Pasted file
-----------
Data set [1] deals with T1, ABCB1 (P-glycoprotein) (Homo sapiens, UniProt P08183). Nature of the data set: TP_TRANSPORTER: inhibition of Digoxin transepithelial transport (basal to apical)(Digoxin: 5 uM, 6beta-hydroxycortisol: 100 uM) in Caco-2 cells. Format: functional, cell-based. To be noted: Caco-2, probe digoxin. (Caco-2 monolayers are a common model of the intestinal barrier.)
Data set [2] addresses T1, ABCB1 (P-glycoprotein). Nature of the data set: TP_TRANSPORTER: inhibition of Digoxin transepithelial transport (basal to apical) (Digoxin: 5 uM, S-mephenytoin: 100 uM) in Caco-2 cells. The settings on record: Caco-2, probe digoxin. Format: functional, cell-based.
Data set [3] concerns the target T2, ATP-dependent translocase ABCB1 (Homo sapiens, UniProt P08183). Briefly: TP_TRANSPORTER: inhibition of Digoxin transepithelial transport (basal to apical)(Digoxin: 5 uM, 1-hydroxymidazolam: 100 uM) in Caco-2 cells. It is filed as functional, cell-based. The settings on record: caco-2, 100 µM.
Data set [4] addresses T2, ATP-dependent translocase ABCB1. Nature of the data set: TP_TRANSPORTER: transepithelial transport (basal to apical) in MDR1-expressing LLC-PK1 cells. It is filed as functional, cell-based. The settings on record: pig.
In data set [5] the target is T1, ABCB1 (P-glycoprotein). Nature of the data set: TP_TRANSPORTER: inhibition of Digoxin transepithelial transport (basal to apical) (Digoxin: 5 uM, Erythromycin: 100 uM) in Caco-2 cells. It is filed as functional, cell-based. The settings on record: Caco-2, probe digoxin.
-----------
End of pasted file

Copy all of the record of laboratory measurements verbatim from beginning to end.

Data set [1] deals with T1, ABCB1 (P-glycoprotein) (Homo sapiens, UniProt P08183). Nature of the data set: TP_TRANSPORTER: inhibition of Digoxin transepithelial transport (basal to apical)(Digoxin: 5 uM, 6beta-hydroxycortisol: 100 uM) in Caco-2 cells. Format: functional, cell-based. To be noted: Caco-2, probe digoxin. (Caco-2 monolayers are a common model of the intestinal barrier.)
Data set [2] addresses T1, ABCB1 (P-glycoprotein). Nature of the data set: TP_TRANSPORTER: inhibition of Digoxin transepithelial transport (basal to apical) (Digoxin: 5 uM, S-mephenytoin: 100 uM) in Caco-2 cells. The settings on record: Caco-2, probe digoxin. Format: functional, cell-based.
Data set [3] concerns the target T2, ATP-dependent translocase ABCB1 (Homo sapiens, UniProt P08183). Briefly: TP_TRANSPORTER: inhibition of Digoxin transepithelial transport (basal to apical)(Digoxin: 5 uM, 1-hydroxymidazolam: 100 uM) in Caco-2 cells. It is filed as functional, cell-based. The settings on record: caco-2, 100 µM.
Data set [4] addresses T2, ATP-dependent translocase ABCB1. Nature of the data set: TP_TRANSPORTER: transepithelial transport (basal to apical) in MDR1-expressing LLC-PK1 cells. It is filed as functional, cell-based. The settings on record: pig.
In data set [5] the target is T1, ABCB1 (P-glycoprotein). Nature of the data set: TP_TRANSPORTER: inhibition of Digoxin transepithelial transport (basal to apical) (Digoxin: 5 uM, Erythromycin: 100 uM) in Caco-2 cells. It is filed as functional, cell-based. The settings on record: Caco-2, probe digoxin.